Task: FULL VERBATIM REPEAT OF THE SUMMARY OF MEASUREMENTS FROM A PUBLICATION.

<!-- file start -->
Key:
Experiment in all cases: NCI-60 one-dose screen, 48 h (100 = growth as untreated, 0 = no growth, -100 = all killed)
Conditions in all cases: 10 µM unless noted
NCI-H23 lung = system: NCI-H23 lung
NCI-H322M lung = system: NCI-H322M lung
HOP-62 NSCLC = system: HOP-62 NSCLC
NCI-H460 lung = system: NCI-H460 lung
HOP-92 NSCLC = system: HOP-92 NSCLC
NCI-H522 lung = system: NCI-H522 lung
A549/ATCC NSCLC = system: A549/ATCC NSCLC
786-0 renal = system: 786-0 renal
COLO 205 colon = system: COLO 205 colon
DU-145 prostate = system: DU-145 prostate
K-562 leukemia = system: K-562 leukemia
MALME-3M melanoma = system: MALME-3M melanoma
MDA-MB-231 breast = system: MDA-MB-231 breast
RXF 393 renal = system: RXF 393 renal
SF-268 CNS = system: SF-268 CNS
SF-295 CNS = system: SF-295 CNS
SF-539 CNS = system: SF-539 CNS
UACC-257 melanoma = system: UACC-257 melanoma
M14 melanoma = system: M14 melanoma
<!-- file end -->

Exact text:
Key:
Experiment in all cases: NCI-60 one-dose screen, 48 h (100 = growth as untreated, 0 = no growth, -100 = all killed)
Conditions in all cases: 10 µM unless noted
NCI-H23 lung = system: NCI-H23 lung
NCI-H322M lung = system: NCI-H322M lung
HOP-62 NSCLC = system: HOP-62 NSCLC
NCI-H460 lung = system: NCI-H460 lung
HOP-92 NSCLC = system: HOP-92 NSCLC
NCI-H522 lung = system: NCI-H522 lung
A549/ATCC NSCLC = system: A549/ATCC NSCLC
786-0 renal = system: 786-0 renal
COLO 205 colon = system: COLO 205 colon
DU-145 prostate = system: DU-145 prostate
K-562 leukemia = system: K-562 leukemia
MALME-3M melanoma = system: MALME-3M melanoma
MDA-MB-231 breast = system: MDA-MB-231 breast
RXF 393 renal = system: RXF 393 renal
SF-268 CNS = system: SF-268 CNS
SF-295 CNS = system: SF-295 CNS
SF-539 CNS = system: SF-539 CNS
UACC-257 melanoma = system: UACC-257 melanoma
M14 melanoma = system: M14 melanoma